Subject(s)
COVID-19/mortality , COVID-19/diagnosis , Cause of Death , Humans , Japan/epidemiology , Mortality , SARS-CoV-2
10.
J Ovarian Res ; 13(1): 105, 2020 Sep 11.
Article in English | MEDLINE | ID: covidwho-751179

ABSTRACT

BACKGROUND: The number of cases of novel coronavirus disease 2019 (COVID-19) in Japan have risen since the first case was reported on January 24, 2020, and 6225 infections have been reported as of June 30, 2020. On April 8, 2020, our hospital began screening patients via pre-admission reverse transcriptase-polymerase chain reaction (RT-PCR) for severe acute respiratory syndrome coronavirus 2 (SARS-CoV-2) and chest computed tomography (CT). Although no patients exhibited apparent pneumonia, treatment delay or changes in treatment plans were required for a few patients based on the results of screening tests. During an emerging infectious disease pandemic, the likelihood of being infected, as well as the disease itself, affects clinical decision making in several ways. We summarized and presented our experience. CASE PRESENTATION: After the introduction of pre-admission screening, RT-PCR and CT were performed in 200 and 76 patients, respectively, as of June 30, 2020. The treatment of five patients, including two patients with cervical cancer, two patients with ovarian tumors, and one patient with ovarian cancer, was affected by the results. Two asymptomatic RT-PCR-positive patients did not develop COVID-19, but their treatment was delayed until the confirmation of negative results. The other three patients were RT-PCR-negative, but abnormal CT findings suggested the possibility of COVID-19, which delayed treatment. The patients receiving first-line preoperative chemotherapy for ovarian cancer had clinically evident exacerbations because of the treatment delay. CONCLUSION: During the epidemic phase of an emerging infectious disease, we found that COVID-19 has several other effects besides its incidence. The postponing treatment was the most common, therefore, treatment of ovarian tumors and ovarian cancer was considered to be the most likely to be affected among gynecological diseases. Protocols that allow for easy over-diagnosis can be disadvantageous, mainly because of treatment delays, and therefore, the protocols must be developed in light of the local infection situation.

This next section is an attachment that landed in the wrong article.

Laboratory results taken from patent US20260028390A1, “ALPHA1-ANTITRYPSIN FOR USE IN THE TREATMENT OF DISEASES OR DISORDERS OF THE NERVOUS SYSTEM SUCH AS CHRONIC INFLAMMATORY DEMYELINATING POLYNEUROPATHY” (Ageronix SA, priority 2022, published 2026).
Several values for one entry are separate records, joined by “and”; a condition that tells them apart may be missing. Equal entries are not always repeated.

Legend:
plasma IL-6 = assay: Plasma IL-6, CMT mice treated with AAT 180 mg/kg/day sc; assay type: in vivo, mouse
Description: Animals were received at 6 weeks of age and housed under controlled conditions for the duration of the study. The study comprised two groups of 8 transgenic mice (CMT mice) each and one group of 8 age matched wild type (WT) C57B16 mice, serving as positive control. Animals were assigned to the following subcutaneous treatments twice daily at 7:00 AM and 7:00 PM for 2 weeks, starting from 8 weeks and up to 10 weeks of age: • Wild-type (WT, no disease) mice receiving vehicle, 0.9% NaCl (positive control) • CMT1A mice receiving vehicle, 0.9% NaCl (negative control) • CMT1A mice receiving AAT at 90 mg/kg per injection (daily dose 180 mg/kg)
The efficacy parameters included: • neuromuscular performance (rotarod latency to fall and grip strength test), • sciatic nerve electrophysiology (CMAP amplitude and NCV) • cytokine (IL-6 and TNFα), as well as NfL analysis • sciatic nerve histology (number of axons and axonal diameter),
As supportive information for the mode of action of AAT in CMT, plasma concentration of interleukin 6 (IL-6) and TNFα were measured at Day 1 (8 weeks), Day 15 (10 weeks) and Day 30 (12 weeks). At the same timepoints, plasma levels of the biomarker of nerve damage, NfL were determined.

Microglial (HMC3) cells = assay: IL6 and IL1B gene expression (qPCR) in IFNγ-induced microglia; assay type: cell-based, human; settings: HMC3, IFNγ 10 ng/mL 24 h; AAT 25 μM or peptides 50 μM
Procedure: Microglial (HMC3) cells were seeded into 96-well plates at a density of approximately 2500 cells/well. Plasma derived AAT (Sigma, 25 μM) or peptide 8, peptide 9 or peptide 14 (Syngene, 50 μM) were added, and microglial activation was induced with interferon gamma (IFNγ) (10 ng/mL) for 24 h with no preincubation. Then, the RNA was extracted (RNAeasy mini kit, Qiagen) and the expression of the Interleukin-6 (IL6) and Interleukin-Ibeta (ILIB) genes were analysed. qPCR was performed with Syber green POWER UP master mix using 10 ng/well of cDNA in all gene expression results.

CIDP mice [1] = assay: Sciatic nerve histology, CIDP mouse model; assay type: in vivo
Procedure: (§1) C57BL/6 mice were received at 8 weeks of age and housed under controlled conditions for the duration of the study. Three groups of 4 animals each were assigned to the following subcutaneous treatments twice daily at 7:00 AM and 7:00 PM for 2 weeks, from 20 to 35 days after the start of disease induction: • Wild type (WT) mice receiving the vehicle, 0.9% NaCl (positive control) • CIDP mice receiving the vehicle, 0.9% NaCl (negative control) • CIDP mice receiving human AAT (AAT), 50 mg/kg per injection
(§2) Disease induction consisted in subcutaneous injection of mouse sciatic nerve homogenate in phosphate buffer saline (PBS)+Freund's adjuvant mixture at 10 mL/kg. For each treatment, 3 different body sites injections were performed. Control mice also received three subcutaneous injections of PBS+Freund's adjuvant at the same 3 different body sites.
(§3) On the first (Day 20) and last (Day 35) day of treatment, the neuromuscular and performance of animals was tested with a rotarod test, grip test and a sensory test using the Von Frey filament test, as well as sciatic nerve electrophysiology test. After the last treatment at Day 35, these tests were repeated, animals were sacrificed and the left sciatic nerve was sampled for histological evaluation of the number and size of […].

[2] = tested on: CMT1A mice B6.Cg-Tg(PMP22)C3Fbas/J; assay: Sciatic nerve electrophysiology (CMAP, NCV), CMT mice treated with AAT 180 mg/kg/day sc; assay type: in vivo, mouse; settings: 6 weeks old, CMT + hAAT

Subject(s)
Coronavirus Infections/diagnosis , Coronavirus Infections/epidemiology , Genital Neoplasms, Female/therapy , Pneumonia, Viral/diagnosis , Pneumonia, Viral/epidemiology , Betacoronavirus/isolation & purification , COVID-19 , COVID-19 Testing , Cancer Care Facilities , Clinical Decision-Making , Clinical Laboratory Techniques , Coronavirus Infections/prevention & control , Female , Humans , Middle Aged , Pandemics/prevention & control , Pneumonia, Viral/prevention & control , SARS-CoV-2 , Time-to-Treatment , Tokyo/epidemiology , Treatment Outcome
11.